So why Data Vault? Have you experienced a data warehousing project with 50+ data sources, with 25+ data developers working on the same data platform, or data spanning 5+ years with two or more generations of source systems? If not, it might be hard to initially understand the benefits of Data Vault, and maybe Kimball modelling is better for you. But if you are in any of the situations listed, then this is the article for you!

· 14 min read
Santiago Jauregui


Most data modeling approaches for customer segmentation are based on a wide table with user attributes. This table only stores the current attributes for each user, and is then loaded into the various SaaS platforms via Reverse ETL tools.

Take for example a Customer Experience (CX) team that uses Salesforce as a CRM. The users will create tickets to ask for assistance, and the CX team will start attending them in the order that they are created. This is a good first approach, but not a data driven one.

An improvement to this would be to prioritize the tickets based on the customer segment, answering our most valuable customers first. An Analytics Engineer can build a segmentation to identify the power users (for example with an RFM approach) and store it in the data warehouse. The Data Engineering team can then export that user attribute to the CRM, allowing the customer experience team to build rules on top of it.

· 18 min read
Sterling Paramore

This article covers an approach to handling time-varying ragged hierarchies in a dimensional model. These kinds of data structures are commonly found in manufacturing, where components of a product have both parents and children of arbitrary depth and those components may be replaced over the product's lifetime. The strategy described here simplifies many common types of analytical and reporting queries.

To help visualize this data, we're going to pretend we are a company that manufactures and rents out eBikes in a ride share application. When we build a bike, we keep track of the serial numbers of the components that make up the bike. Any time something breaks and needs to be replaced, we track the old parts that were removed and the new parts that were installed. We also precisely track the mileage accumulated on each of our bikes. Our primary analytical goal is to be able to report on the expected lifetime of each component, so we can prioritize improving that component and reduce costly maintenance.

· 12 min read
Arthur Marcon
Lucas Bergo Dias
Christian van Bellen

Alteryx is a visual data transformation platform with a user-friendly interface and drag-and-drop tools. Nonetheless, Alteryx may have difficulties to cope with the complexity increase within an organization’s data pipeline, and it can become a suboptimal tool when companies start dealing with large and complex data transformations. In such cases, moving to dbt can be a natural step, since dbt is designed to manage complex data transformation pipelines in a scalable, efficient, and more explicit manner. Also, this transition involved migrating from on-premises SQL Server to Snowflake cloud computing. In this article, we describe the differences between Alteryx and dbt, and how we reduced a client's 6-hour runtime in Alteryx to 9 minutes with dbt and Snowflake at Indicium Tech.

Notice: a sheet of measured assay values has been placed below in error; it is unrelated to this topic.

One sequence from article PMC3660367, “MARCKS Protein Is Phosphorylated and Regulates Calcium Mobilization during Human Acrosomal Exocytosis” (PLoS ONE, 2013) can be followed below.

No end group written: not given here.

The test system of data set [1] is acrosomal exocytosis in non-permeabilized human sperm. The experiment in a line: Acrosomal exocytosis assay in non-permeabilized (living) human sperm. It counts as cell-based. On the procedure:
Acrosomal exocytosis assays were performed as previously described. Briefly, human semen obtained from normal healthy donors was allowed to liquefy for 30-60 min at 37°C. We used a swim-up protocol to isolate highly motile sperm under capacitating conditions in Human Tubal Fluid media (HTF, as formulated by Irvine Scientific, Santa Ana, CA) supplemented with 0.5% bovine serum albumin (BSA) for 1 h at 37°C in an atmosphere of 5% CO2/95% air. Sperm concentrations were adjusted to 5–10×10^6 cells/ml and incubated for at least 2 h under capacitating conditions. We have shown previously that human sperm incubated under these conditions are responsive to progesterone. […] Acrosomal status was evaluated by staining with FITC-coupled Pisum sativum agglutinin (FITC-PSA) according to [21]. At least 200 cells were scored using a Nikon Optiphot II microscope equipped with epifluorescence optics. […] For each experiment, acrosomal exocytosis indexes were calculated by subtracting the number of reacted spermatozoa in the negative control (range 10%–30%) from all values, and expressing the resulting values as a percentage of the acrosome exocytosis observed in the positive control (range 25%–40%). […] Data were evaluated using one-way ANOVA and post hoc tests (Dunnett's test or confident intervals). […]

· 20 min read
Jonathan Neo
Dimensional modeling is one of many data modeling techniques that are used by data practitioners to organize and present data for analytics. Other data modeling techniques include Data Vault (DV), Third Normal Form (3NF), and One Big Table (OBT) to name a few.
Data modeling techniques on a normalization vs denormalization scaleData modeling techniques on a normalization vs denormalization scale

While the relevance of dimensional modeling has been debated by data practitioners, it is still one of the most widely adopted data modeling technique for analytics.

Despite its popularity, resources on how to create dimensional models using dbt remain scarce and lack detail. This tutorial aims to solve this by providing the definitive guide to dimensional modeling with dbt.

By the end of this tutorial, you will:

  • Understand dimensional modeling concepts
  • Set up a mock dbt project and database
  • Identify the business process to model
  • Identify the fact and dimension tables
  • Create the dimension tables
  • Create the fact table
  • Document the dimensional model relationships
  • Consume the dimensional model

· 12 min read
João Antunes
Yannick Misteli
Sean McIntyre

Teams thrive when each team member is provided with the tools that best complement and enhance their skills. You wouldn’t hand Cristiano Ronaldo a tennis racket and expect a perfect serve! At Roche, getting the right tools in the hands of our teammates was critical to our ability to grow our data team from 10 core engineers to over 100 contributors in just two years. We embraced both dbt Core and dbt Cloud at Roche (a dbt-squared solution, if you will!) to quickly scale our data platform.

· 7 min read
Benoit Perigaud

Editor's note—this post assumes intermediate knowledge of Jinja and macros development in dbt. For an introduction to Jinja in dbt check out the documentation and the free self-serve course on Jinja, Macros, Pacakages.

Jinja brings a lot of power to dbt, allowing us to use ref(), source() , conditional code, and macros. But, while Jinja brings flexibility, it also brings complexity, and like many times with code, things can run in expected ways.

The debug() macro in dbt is a great tool to have in the toolkit for someone writing a lot of Jinja code, but it might be difficult to understand how to use it and what benefits it brings.

Let’s dive into the last time I used debug() and how it helped me solve bugs in my code.